Tisha b’Av is the saddest day on the Jewish calendar, when both Holy Temples were destroyed, and the entire month is heavy with calamity.
But still… how does ancient history relate to my life, where I am pretty well off today?  Why do we still mourn?
The Jerusalem Talmud states, “If the Temple was not rebuilt in your lifetime, it is as if it was destroyed in your lifetime,” proving this destruction is an ongoing event.  Two millenia have passed, but if the Temple wasn’t rebuilt on this day in space and time, we’ve allowed the opposite to happen… again.  This should only intensify our pleas to G-d for Moshiach, and inspire us to do whatever necessary to usher in that era.
Imagine you are standing in Jerusalem; before your eyes, the approaching enemy sets the Temple aflame.  You, and any other Jew, would turn the world over to prevent it!  Remember the power we have to reverse the situation…
Does mourning for destruction mean we should never celebrate?
We can live with both!  Actually, our yearning for Moshiach deepens proportionately to our joy in fulfilling G-d’s Torah and its Mitzvos.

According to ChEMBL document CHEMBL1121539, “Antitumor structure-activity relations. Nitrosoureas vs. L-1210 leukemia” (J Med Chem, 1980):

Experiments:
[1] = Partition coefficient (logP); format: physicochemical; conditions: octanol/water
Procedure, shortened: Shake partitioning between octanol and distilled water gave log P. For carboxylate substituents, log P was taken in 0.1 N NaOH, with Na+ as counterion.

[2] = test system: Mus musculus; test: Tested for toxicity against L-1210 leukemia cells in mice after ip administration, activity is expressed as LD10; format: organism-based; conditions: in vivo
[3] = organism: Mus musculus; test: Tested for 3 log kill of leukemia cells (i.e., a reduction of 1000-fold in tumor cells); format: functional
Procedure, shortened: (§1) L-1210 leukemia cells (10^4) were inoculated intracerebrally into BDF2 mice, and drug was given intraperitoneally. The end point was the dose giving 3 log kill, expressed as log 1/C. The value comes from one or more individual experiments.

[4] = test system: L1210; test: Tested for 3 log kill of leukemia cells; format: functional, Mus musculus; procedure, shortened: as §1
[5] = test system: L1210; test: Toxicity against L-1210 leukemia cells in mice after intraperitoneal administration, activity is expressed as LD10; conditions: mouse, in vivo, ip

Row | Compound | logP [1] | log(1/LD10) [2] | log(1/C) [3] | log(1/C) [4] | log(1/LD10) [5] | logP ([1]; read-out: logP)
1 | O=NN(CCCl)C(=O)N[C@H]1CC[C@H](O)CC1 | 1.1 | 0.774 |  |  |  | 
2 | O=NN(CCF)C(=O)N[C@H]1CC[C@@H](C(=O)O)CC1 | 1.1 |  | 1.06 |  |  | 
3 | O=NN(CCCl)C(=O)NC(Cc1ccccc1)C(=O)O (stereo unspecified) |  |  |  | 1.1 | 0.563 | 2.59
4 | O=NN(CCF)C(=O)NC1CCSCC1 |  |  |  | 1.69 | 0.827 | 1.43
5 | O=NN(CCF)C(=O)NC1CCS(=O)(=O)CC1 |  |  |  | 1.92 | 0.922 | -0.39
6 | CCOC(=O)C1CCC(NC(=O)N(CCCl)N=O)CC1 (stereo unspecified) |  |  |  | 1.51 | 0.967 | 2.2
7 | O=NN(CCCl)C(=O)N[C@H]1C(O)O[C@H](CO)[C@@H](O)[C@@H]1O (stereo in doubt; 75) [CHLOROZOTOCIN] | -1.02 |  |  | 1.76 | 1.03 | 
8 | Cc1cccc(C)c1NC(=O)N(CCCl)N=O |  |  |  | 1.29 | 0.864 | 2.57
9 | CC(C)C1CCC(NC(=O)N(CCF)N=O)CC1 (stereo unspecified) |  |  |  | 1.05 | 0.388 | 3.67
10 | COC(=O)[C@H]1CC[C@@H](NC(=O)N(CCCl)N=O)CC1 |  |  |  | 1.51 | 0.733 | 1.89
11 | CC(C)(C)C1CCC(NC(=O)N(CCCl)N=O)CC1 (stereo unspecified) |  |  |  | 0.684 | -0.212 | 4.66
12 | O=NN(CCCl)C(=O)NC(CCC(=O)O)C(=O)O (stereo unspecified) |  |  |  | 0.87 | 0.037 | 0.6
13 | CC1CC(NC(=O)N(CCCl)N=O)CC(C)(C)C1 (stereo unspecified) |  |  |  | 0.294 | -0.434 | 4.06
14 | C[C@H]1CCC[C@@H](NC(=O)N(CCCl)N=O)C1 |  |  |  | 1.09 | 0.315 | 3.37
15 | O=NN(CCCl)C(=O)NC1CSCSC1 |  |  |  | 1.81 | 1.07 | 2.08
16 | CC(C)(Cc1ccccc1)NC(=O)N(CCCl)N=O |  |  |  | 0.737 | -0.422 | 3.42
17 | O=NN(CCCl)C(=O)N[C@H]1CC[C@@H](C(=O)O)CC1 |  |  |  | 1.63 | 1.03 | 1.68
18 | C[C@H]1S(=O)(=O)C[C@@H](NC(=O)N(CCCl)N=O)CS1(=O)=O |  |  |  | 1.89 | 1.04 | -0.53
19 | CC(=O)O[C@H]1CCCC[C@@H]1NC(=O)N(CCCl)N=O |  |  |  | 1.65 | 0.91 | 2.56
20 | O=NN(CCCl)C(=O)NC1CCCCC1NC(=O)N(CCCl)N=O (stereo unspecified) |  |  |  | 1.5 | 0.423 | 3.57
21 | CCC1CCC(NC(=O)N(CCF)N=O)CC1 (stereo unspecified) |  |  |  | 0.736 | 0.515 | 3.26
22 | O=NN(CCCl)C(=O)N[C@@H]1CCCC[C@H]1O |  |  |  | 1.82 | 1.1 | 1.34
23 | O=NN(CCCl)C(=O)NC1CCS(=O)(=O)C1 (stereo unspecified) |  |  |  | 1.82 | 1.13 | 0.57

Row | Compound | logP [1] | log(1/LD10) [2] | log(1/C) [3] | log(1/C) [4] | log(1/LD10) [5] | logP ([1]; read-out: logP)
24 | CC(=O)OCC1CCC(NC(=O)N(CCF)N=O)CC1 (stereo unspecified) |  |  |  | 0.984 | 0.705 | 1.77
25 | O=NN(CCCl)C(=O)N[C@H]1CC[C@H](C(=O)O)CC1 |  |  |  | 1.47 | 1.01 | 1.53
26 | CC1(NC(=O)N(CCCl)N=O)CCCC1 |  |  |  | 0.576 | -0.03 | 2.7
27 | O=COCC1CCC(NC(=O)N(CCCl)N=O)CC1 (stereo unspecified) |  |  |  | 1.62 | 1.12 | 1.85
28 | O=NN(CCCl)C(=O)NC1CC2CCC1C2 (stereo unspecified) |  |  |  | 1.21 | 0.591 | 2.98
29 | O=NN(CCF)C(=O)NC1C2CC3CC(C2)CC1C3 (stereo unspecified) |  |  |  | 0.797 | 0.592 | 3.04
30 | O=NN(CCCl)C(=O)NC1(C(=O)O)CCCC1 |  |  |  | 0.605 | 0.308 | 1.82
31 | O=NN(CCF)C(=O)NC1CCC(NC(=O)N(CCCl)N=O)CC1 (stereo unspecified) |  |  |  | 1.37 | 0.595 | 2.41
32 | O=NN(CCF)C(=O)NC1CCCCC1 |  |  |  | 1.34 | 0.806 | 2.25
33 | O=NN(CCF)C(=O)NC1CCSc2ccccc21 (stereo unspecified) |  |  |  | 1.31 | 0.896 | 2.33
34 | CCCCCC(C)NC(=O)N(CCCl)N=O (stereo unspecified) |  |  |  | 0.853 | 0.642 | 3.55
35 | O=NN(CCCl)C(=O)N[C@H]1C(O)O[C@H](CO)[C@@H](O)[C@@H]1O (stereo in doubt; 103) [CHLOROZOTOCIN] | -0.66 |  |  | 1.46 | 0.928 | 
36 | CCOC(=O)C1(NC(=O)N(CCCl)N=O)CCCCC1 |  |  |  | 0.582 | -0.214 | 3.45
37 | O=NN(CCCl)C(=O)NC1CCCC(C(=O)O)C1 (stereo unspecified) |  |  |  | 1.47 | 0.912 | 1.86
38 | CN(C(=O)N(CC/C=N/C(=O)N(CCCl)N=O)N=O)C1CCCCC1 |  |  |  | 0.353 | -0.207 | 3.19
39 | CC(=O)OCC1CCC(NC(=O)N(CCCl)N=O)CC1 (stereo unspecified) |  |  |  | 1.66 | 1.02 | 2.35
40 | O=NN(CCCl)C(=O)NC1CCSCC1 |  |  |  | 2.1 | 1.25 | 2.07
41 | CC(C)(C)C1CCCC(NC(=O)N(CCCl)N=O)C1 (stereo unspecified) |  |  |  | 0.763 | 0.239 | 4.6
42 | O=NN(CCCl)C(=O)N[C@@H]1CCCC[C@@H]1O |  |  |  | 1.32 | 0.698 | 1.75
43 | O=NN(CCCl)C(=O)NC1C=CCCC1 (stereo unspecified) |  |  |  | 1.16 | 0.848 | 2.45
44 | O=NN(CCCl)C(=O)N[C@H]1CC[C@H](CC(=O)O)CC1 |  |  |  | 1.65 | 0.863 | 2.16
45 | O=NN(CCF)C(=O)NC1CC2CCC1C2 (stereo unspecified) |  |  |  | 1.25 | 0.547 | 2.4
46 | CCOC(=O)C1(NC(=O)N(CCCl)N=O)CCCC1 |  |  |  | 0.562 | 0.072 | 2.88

In this process, we bring Hashem’s Oneness – symbolized by the letter Alef – into our Golah (“exile”), transforming it into Geulah (“redemption”)!  When we choose to search for G-d in our darkness (any experience where He’s obscure) and so we increase our acts of holiness, goodness and kindness, this itself “turns on the light”, burning away the last remains of exile, fragmentation and confusion.
We can reveal a world where everyone recognizes G-d as One, and can feel His presence tangibly in this material reality.  So, what are you waiting for?  Turn it over – NOW!
See you in Jerusalem, by the Beis Hamikdash with the coming of Moshiach!
Based on the timeless wisdom of the Torah, as taught by the Lubavitcher Rebbe, of saintly memory.  He is the one who emphatically declared in a public address, “Ker a velt heint – Turn the world over today!”
Words and condensation by Tzipporah Prottas